Math & physics and their significance in aviation. Is it important to know how to calculate? Everyone uses a calculator when things need to be calculated, right? And do you actually need to understand physics when you are piloting an aircraft? I received tons of questions about math and physics. It seems there is still a lot of uncertainty about this subject so allow me to enlighten you.

**The short answer**

Yes & Yes! It is important to have a basic understanding of physics and math. You have to know how to calculate quickly, precisely and by heart. Flying an airplane is all about Mathematics and Physics. Just think about it for a second, how is an airplane able to take off with all that weight? How does lift and drag work and how do you calculate the top of descent or distance an airplane needs to fly in order to maintain a 3 degree glide path to the runway?

**Flight training**

During flight training you have to pass exams on 14 theoretical subjects. Some of those require a basic understanding of math and physics because you have to deal with formulas and calculations. Principles of Flight, Mass and Balance, General Navigation and Flight Planning & Monitoring are a few subjects which are all about calculations.

If you never had to do something similar you will have a disadvantage during your flight training. The training is intense and there is simply no time to learn about math or physics when you are in the middle of it. Don’t get me wrong, you don’t need to be incredibly good in mathematics in order to become a pilot. However, you need to convert and understand different formulas and graphs quickly, so a basic understanding of math and physics is required. Ohm’s Law, Turn Radius, Law of Moments, Point of Equal Time, Point of No Return, Departure formula and the Lift formula are just some examples of what you will face during the training.

**Airline selection process
**Airlines have different mathematics and physics tests in order to select & assess people quickly during their selections. You are often expected to calculate different mathematical questions in a limited amount of time with just a piece of paper and a pen. There is no way you can pass a selection process like this if you haven’t practiced beforehand.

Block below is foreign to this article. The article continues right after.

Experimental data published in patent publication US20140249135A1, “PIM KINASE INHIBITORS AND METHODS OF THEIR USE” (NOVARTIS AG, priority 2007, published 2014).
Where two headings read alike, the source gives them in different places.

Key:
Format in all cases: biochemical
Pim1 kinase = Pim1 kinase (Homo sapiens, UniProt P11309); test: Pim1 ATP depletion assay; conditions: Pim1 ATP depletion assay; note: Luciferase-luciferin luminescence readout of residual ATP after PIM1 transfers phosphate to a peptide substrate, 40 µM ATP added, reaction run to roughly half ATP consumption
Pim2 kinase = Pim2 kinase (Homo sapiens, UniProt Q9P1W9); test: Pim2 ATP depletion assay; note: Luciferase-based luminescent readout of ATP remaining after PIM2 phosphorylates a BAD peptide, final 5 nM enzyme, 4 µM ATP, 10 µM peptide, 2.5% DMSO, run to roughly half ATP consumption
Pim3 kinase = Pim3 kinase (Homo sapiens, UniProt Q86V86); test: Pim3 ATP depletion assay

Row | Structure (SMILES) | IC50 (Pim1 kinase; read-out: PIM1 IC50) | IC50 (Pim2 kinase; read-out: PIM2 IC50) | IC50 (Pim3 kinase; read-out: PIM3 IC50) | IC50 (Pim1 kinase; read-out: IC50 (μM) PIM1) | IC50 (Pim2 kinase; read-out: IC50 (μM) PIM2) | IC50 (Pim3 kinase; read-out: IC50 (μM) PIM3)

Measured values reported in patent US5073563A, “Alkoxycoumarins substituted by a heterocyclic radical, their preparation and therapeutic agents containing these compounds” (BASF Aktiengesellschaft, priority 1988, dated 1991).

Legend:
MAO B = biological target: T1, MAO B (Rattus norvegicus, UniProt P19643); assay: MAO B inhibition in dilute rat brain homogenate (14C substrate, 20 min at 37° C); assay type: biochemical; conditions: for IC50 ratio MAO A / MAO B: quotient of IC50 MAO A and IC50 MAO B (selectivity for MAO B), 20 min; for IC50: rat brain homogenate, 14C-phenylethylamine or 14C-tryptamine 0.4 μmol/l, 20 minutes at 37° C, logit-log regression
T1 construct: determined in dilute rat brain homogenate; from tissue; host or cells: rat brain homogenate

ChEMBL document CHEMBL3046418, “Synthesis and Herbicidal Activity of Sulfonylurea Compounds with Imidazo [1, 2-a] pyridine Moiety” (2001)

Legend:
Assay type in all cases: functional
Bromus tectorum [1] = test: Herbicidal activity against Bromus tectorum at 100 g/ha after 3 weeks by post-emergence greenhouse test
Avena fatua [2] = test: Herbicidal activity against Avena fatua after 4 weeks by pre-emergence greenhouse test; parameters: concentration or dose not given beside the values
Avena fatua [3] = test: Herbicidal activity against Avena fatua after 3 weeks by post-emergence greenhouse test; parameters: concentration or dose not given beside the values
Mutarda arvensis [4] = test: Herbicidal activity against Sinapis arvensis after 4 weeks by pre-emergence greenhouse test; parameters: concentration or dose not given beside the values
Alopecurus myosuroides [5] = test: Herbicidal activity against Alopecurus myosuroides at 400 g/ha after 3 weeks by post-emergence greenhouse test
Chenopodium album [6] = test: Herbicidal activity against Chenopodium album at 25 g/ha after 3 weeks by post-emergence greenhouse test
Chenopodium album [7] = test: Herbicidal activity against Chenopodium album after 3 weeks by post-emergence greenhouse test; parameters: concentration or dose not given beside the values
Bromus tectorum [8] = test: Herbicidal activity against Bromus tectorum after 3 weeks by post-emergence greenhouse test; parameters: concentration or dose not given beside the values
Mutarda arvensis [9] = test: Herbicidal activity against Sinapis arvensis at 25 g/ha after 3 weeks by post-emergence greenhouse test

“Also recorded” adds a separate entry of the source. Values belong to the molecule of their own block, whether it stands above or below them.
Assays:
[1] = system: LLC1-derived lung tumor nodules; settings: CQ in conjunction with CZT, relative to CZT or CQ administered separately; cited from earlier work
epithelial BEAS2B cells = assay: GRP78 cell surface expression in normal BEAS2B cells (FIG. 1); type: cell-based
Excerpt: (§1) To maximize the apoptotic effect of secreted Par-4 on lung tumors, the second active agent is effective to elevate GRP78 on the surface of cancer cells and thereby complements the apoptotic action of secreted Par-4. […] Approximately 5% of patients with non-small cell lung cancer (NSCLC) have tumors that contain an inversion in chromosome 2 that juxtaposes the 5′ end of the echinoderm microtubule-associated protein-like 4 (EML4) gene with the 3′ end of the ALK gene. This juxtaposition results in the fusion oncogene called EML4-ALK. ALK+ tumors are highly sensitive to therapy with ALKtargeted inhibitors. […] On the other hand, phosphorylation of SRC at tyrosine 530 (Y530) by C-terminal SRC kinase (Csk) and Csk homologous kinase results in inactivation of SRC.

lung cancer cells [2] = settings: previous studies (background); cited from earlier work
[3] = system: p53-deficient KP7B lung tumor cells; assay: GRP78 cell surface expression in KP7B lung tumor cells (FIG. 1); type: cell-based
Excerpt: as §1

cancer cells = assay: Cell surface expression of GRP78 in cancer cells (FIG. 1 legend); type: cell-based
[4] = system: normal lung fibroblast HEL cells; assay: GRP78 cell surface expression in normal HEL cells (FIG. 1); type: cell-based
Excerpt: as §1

**Being an airline pilot**

As an airline pilot you face specific calculations on a daily basis. Calculating fuel, Top of Descent, crosswind, tailwind, endurance, time or simply checking the loadsheet is part of the job. Most of these calculations are done by heart since grabbing a calculator is usually not efficient.

**There is hope!
**If you read this article thinking, wow, I am not able to do that yet, then there is no need to worry. Math and physics are easy to practice. Still in high school? Make sure you add these courses to your curriculum! Left high school years ago? Don’t despair, you are never too old to learn and there are plenty of institutes that offer courses for adults, make sure they come with certificates though. That way you can prove you actually completed these courses since most airlines and flight schools list these courses as a requirement.

**Specifically for future Dutch pilots**

For all Dutch readers: When you enter the 4th class of high school you have to choose a study program (curriculum). I chose Nature & Technique with Math B (Wiskunde B). Math B because it focuses more on exact sciences. If you are a Havo student you need to go for Math B, as Math A is not enough. Physics is always required, regardless of the level. Don’t forget the English language, you need to cover that as well 😉

That’s it! The only thing standing in your way is the selection process, the medical check and taking care of the financial aspects. No money to pay for the pilot training? This article might help you further! After dealing with everything, you deserve a vacation! Really serious about becoming a pilot? Check out my eBook, it contains everything from you need to know (from A to Z) and be aware of.

More young women need to be taking up STEM subjects in college if there are to be more women pilots.

I really appreciate it that you mentioned that flying lessons don’t simply mean learning to fly an airplane but also to do many mathematical and physics calculations by heart without the help of a calculator. Hence, should my nephew Mark decide to start enrolling in flying lessons, he ought to brush up on his math, too, to make the cut. He’d need to have very high abstract reasoning aptitude aside from being able to compute for fuel, descent, crosswind, and load sheet data on the fly.

was your first solo flight in Arizona? sure looked like it..williams field?

i’m in 8 rn can’t wait for grade 10 and studying sincostan

Really happy to hear that formulas and math from electronics are included…. Since, I am taking Electronics and Networking course currently, I thought that it might not worth for my dream job…

It would be really helpful if you could provide a list of topics on math that might possibly appear during the selection process or write an article about the selection process with how to give best on it…

Really appreciate for inspiring people out there and helping people with problems (mostly finance and pre-preparation)…

Love,

If my math is terrible and i do not take physics, can i still be a pilot? I’m still studying in Grade 9 or year 10

i am in grade 10 now, but my teacher said that ohysics is compulsory for pilot.